Interview with Jane Lynch 2004


Jane LynchIn the ten years since she moved to L.A., out actress Jane Lynch has acted in more films and TV shows than many actresses do in their entire career, playing a variety of roles that include a memorable turn as Jennifer Coolidge’s lesbian lover in Best in Show, and a lesbian lawyer on the next season of The L Word.

In an interview with, Lynch talks about her career, why she thinks comedy is more challenging than drama, the changes she sees in roles for women, and why there aren’t more lesbian movies. How did you get started with acting?
JL: I always wanted to be an actress. I majored in acting in college, and then went to graduate school and did a professional training program at Cornell with only six other people in my class. So I got on stage a lot. I was just thrown into parts I would never have played otherwise; I was stretched to within an inch of my life and it really revealed that I had more talent than I thought I did. It was like boot camp: whatever you have rises to the surface. I played ingénues, I played old lades; I learned how to fence, to dance, to sing.

I was in Chicago for awhile after graduate school. I did The Real Live Brady Bunch, where we did the actual episodes of The Brady Bunch on stage. It was terrible — terrible good. It turned into this big cult phenomenon, and we went to New York for eight months, and then L.A. for seven months, and then I went back to Chicago to do more theater. That’s where I did The Fugitive, and that’s what kind of made me think “maybe I can do this full-time” so I went out to Los Angeles. Fortunately my agent in Chicago had an office in L.A., so I had a leg up on a lot of people in Hollywood when I moved there.

AE: Your Mighty Wind co-star John Michael Higgins said you’re a great singer…
JL: (Laughing) Did he? Singing isn’t how I express myself artistically, but I can do it when called up. I just got back from this Olivia cruise, and there was this musician there named Julie Wolff who’s just amazing, and she played the piano at this piano bar. She called me up and I sang about six or seven tunes, it was great!

AE: Were you on the cruise shooting your scenes in The L Word?
JL: No, there was a film festival on board, and I was in one of the short films, so they invited me to be on the panel, which was really generous of them. It was a great time.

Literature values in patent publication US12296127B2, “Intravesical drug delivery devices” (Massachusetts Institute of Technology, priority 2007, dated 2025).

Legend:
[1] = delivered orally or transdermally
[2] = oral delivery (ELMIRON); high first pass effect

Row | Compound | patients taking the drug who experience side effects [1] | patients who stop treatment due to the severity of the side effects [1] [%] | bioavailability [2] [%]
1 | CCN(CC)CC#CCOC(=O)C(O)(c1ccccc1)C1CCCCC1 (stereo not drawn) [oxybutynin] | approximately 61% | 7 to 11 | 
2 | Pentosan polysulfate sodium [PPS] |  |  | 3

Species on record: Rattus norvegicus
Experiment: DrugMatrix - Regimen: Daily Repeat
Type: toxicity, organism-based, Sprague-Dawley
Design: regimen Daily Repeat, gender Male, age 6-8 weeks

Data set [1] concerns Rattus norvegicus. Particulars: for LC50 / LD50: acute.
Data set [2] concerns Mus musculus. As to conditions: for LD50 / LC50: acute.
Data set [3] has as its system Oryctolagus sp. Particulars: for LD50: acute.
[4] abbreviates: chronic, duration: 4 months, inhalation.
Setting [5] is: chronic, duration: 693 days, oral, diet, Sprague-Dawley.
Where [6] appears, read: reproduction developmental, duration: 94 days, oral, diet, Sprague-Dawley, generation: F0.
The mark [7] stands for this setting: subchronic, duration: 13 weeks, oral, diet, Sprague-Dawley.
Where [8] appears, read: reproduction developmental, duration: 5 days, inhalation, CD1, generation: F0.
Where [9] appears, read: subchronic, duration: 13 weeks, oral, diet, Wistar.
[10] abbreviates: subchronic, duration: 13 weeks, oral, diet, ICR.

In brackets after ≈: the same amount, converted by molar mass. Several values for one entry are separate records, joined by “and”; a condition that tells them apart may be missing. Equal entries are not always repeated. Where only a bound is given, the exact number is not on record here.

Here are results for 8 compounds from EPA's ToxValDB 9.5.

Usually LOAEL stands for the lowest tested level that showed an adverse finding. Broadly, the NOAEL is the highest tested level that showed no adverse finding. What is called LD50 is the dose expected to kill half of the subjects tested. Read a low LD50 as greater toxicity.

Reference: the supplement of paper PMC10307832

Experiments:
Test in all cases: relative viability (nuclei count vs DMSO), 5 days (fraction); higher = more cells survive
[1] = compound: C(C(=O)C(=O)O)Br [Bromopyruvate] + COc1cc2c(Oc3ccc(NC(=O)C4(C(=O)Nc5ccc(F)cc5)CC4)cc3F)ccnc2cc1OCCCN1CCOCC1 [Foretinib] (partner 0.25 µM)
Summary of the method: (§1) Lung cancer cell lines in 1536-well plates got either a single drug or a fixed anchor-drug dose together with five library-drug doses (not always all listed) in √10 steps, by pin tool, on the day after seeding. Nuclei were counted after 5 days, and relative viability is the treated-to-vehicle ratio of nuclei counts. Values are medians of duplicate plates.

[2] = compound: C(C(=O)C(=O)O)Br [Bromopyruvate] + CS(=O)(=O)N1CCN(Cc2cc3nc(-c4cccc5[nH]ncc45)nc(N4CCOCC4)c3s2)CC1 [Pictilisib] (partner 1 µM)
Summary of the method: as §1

AE: Tell me a little about your role on The L Word
JL: I’m playing a civil rights lawyer who takes on the really hard cases that don’t have precedents, but that I think I can win. I’m representing Tina, who is trying to get some money from Bette after the demise of their relationship, since they were kind of in a common-law marriage.

AE: How did you get involved with The L Word?
JL: I went to a POWER UP panel on The L Word with Ilene Chaiken on it — I had just watched the first six episodes of the series and loved it. I thought it was such good writing, and it reminded me of my life. I’m a big coffee drinker with my friends—both straight and gay friends — and the conversations the [L Word] characters had, I thought “these are my people!”

So I went up to Ilene after the panel and she said “Would you do our show?” and I said “Oh my God, in a New York minute!” I actually attended the panel with the intention of asking her, but she asked me first, which was very nice. So my manager sent her some stuff, and about six months later she came up with a storyline for me, and I filmed three episodes. It was great.

AE: What do you want to do ultimately?
JL: I want to direct. I’m going to direct a short that I’m currently in the process of getting funding for, it’s by my friend Patricia Cotter and called Please the Queen. I just finished an independent film called Surviving Eden, and another one called The Californians, which both will be out soon, hopefully. They’re really wacky, goofy films and I’d love to keep doing those. I also recently did Sleepover, which was a big studio picture, and I loved doing that, too. Plus they pay you a lot more, so it’s nice to get one of those every once in awhile.

AE: What don’t you like?
JL: I’m very picky, very critical. I have done projects in the past that I didn’t think were very good, because I was just happy to work — my agent used to say I’d work for a steak and $1.50–but I’m not really doing that anymore. My friend is in this play, and she’s really good in it–I was relieved she was good, so I didn’t have to lie to her — but it’s really directed badly, and you wonder “why do you even bother doing it?”

AE: And you just don’t want to bother with that anymore?
JL: Right. Theater-wise I won’t, anymore. If I’m going to hang my hat on something, I want it to be good. But I don’t mind guest-starring on a show that I don’t think is very good, because it’s fun to get paid, and I love being part of a group.

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